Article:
Trump only hurts America by stifling high-skilled immigration

In the State of the Union Address in February, President TrumpDonald John TrumpPence: It's not a "foregone conclusion" that lawmakers impeach Trump FBI identifies Pensacola shooter as Saudi Royal Saudi Air Force second lieutenant Trump calls Warren 'Pocahontas,' knocks wealth tax MORE proclaimed that “Legal immigrants enrich our nation and strengthen our society in countless ways. I want people to come into our country in the largest numbers ever.”

His words were based on the reality that high-skilled immigration to the United States has been, for a long time, a fundamental driver of wealth and job creation. Yet as our new research shows, the administration needs to get out of its own way for this to take place.

ADVERTISEMENT

Politicians of all stripes are always looking for ways to grow the economy, strengthen the labor market and increase the United States’ competitive advantage on the world stage. As the annual H1-B visa application process kicks off in the coming days, we should remember that it can enable just that type of economic boost.

The H-1B visa program, created by Congress in 1990, has played a fundamental role in driving innovation and business growth in the United States for almost 30 years. The work-focused visa allows U.S. companies to hire high-skilled, foreign-born workers, predominantly in the IT and tech industries.

Research shows that for every temporary high-skilled foreign worker hired by a U.S. firm, 5 to 7.5 new domestic jobs are created in that firm’s industry, and a 1-percent increase in foreign STEM workers leads to a 7- to 8-percent increase in native workers’ wages.

A second program, for F-1 student visas, also helps attract the best and brightest global talent to the United States. In 2018, 1,094,792 international students studied at U.S. colleges and universities, representing roughly 1 in 20 college students. They contributed $39 billion to and supported more than 455,000 jobs in the U.S. economy during the 2017–2018 academic year. 

International students make up 81 percent of full-time U.S. grad students in electrical engineering and 79 percent in computer science. 

A 2010 study found that every percentage-point increase in college graduate immigrants as a share of the U.S. population correlates with a 9- to 18-percent uptick in patents per capita — a tremendous, innovation-fueling outcome. 

But despite the obvious benefits and apparently widespread support for more high-skilled immigration, a notable barrier remains: The Trump administration is sending mixed signals to foreign workers and students.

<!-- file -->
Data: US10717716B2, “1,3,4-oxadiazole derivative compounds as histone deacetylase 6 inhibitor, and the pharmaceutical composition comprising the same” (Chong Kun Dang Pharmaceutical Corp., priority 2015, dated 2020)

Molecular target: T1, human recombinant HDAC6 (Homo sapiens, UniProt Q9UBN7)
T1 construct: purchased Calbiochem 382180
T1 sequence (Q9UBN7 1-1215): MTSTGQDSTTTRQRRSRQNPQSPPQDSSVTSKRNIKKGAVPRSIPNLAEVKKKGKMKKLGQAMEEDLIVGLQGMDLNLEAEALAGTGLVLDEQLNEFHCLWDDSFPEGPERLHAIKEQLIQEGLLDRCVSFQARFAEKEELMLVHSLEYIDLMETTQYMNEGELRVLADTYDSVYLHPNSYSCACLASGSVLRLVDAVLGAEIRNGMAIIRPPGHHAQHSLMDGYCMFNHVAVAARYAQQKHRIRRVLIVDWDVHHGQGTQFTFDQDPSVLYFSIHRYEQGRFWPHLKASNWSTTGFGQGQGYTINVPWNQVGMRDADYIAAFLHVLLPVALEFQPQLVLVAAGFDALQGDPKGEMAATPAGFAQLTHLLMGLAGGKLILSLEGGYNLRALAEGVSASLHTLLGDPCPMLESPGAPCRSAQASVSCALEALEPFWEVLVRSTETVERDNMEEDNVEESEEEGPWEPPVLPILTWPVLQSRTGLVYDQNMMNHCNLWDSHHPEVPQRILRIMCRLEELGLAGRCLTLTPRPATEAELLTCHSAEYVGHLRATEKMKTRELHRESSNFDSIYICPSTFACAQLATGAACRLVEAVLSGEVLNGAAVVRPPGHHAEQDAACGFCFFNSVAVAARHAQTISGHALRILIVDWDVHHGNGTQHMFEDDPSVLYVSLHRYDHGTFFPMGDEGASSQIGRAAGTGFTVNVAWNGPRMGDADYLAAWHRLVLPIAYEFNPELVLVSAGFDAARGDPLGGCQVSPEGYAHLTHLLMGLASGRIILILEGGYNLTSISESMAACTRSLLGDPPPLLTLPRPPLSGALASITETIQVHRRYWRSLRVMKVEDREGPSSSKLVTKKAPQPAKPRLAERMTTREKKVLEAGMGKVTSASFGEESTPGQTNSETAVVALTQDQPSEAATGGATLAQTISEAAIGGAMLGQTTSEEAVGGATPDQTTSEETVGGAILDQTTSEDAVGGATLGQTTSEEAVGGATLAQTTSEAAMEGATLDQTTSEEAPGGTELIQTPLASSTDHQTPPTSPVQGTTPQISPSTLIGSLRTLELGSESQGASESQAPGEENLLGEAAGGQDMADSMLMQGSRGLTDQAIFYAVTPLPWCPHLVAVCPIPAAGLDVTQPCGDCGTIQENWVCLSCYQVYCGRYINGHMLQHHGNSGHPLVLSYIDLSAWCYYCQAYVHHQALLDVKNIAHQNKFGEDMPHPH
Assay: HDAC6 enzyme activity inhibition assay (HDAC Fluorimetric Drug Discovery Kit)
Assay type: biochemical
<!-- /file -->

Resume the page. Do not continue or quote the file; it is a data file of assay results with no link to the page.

There has been a dramatic increase in denials for H1-B visas, with approval rates falling from 87 percent in 2016 to 59 percent in 2017. Increased scrutiny for H1-B applications, in the form of “requests for evidence” (RFEs), jumped from 17.3 percent to 68.9 percent between 2017’s first and fourth quarters. 

This appears to be having a negative effect on the number of high-skilled workers applying. U.S. Citizenship and Immigration Services (USCIS) received 190,098 H-1B visa applications in fiscal year 2018, a 4-percent drop from 2017 when 199,000 applications were filed. That is also a sharp decline from the peak in 2016 when the government received 236,000 applications. 

As for F1 visas, the number of new international students attending American colleges and universities in the 2017-18 academic year dropped for the second straight year, to about 271,000. That’s down from about 291,000 in the 2016-17 academic year and 301,000 in 2015-16.

Immigration policy experts and college administrators attribute the decline to the administration’s drive to restrict immigration and an overall sense of a U.S. political climate that is hostile to immigrants and foreigners.

Policymakers should instead look to the immigration advances of America’s neighbors north of the border. In recent years, Canada has been liberalizing its high-skilled immigration visa system. Its 172,500 annual skilled-work visas are more than double the number issued in the United States, at a rate per capita that is almost 18 times higher than that of the United States. 

In order to avoid stifling the great innovations and financial investment enjoyed by the United States thanks to high-skill immigration, policymakers should raise the cap allocation of 65,000 to 115,000 under a system that would more closely align supply with demand.

The upper-limit cap — which includes those with master’s degrees — should be upped from 85,000 to 195,000, where it was from 2001 to 2003 under the American Competitiveness in the 21st Century Act (AC21). 

These reforms would ensure that the United States continues to be the global leader for international talent, business growth and entrepreneurial innovation.

Daniel Griswold is a senior research fellow with the Mercatus Center at George Mason University and co-director of its Trade and Immigration Project. Follow him on Twitter: @DanielGriswold. Jack Salmon, a Mercatus research assistant, contributed to the piece. They are coauthors of the new study: “Attracting Global Talent to Ensure America Is First in Innovation.”